I work with two kinds of clients. The first is someone who recognizes they are in a transition and hires me to help them navigate through it with more confidence and clarity. Maybe they’ve been already been given a severance package or sense that that their current project is ending; they know they’ll continue working, but something’s got to change or they’ll end up in the same place again. The threat of uncertainty has them looking to do differently.

My other clients the organizations who hire me to develop the leadership of mid-level managers. They see talent and potential, but have become frustrated that their people aren’t performing to the level they need with the resources they have internally. For these clients, during our work together I take them out of the office on field trips specifically designed to accelerate their learning on a topic. Ballroom dancing, for example, is an incredible way to teach leading and following, especially for managers struggling with supervising and directing a team. We then take the learning from these experiences back into the office and I provide ongoing coaching – typically two times a month by phone – to create sustainable and meaningful change for the individual and the organization.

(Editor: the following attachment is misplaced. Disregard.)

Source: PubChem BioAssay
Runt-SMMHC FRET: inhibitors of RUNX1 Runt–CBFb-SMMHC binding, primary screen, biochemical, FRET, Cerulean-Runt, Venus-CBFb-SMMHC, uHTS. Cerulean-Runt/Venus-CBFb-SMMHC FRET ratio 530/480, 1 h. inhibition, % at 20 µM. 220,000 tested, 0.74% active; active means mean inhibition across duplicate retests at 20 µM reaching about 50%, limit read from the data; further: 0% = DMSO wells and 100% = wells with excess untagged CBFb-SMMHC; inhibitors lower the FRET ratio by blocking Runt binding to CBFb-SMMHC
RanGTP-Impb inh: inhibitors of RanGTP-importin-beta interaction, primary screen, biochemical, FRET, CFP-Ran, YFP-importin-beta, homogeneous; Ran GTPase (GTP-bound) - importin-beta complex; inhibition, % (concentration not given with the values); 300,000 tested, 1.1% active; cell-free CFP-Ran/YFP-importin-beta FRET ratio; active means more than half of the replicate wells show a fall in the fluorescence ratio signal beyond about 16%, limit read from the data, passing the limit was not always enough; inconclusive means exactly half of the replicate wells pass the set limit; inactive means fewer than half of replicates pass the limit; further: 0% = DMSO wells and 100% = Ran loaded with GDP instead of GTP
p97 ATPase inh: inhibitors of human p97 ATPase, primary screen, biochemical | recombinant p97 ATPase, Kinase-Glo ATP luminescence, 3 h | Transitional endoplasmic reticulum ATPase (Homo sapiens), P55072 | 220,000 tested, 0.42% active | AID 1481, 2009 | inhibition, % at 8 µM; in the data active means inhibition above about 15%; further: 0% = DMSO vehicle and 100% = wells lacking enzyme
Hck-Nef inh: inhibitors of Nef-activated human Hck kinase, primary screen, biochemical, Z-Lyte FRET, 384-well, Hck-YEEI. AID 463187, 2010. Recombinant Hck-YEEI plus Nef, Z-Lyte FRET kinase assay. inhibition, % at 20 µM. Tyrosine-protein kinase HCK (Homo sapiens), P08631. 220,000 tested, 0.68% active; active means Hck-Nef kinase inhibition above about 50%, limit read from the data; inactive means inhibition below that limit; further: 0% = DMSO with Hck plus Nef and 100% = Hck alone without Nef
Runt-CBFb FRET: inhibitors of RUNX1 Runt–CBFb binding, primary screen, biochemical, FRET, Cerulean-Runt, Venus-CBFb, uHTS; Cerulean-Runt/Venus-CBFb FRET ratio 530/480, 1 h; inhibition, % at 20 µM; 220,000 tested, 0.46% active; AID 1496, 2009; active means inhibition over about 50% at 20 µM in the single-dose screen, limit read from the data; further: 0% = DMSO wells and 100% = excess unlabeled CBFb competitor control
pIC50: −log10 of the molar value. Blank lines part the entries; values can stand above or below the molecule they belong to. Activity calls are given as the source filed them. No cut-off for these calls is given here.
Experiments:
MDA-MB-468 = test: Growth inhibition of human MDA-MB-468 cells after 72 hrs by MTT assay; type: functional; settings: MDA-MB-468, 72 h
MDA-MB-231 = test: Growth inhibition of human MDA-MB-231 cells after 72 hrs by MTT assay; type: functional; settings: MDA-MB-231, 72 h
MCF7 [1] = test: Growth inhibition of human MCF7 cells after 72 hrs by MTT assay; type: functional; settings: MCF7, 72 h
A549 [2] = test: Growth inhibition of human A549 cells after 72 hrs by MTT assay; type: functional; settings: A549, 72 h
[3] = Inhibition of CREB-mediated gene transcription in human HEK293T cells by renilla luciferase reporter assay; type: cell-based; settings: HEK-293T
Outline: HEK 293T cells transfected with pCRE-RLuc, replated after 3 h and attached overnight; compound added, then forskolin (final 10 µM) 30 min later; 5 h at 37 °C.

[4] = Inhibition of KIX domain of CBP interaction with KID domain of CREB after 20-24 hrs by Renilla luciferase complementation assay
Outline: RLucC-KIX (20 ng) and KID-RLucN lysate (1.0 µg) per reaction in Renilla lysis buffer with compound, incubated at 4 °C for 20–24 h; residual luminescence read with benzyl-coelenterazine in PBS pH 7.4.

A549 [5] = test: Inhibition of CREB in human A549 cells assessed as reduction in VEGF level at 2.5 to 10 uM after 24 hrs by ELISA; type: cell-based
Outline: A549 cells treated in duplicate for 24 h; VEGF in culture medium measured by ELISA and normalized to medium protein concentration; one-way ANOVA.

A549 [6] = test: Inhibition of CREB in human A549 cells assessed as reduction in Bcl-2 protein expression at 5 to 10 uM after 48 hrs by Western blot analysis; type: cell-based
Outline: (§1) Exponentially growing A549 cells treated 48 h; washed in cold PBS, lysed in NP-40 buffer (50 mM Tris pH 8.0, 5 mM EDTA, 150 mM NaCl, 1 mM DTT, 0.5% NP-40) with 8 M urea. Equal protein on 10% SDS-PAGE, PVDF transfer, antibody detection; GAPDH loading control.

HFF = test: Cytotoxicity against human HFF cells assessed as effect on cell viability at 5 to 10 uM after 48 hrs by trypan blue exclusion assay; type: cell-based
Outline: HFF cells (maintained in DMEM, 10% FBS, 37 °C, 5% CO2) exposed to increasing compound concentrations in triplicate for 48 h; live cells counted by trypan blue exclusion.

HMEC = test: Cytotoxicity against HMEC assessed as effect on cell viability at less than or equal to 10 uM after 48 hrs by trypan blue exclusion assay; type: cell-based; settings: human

How do help clients unleash their inner work beast?

You have got to know who you are internally how you are perceived externally. We gather feedback – first from the people with whom you interact most, then with an outside observer. Horses give an incredible 360 evaluation. Seriously! (You can read more about that on my web site).

Along with this, we set goals and start taking some risks. I want you to know what matters most in your present and immediate future, how your life works when it’s going well and how your work works when your life is going well. We ask questions: what does balance look like, what lights you up like a pinball machine, what drives you crazy, what are you longing for, what is most important to you, what’s your dream, where is your quiet place? With new insights come new actions. You try something different, you see what works and what doesn’t, and you report back. Rinse and repeat.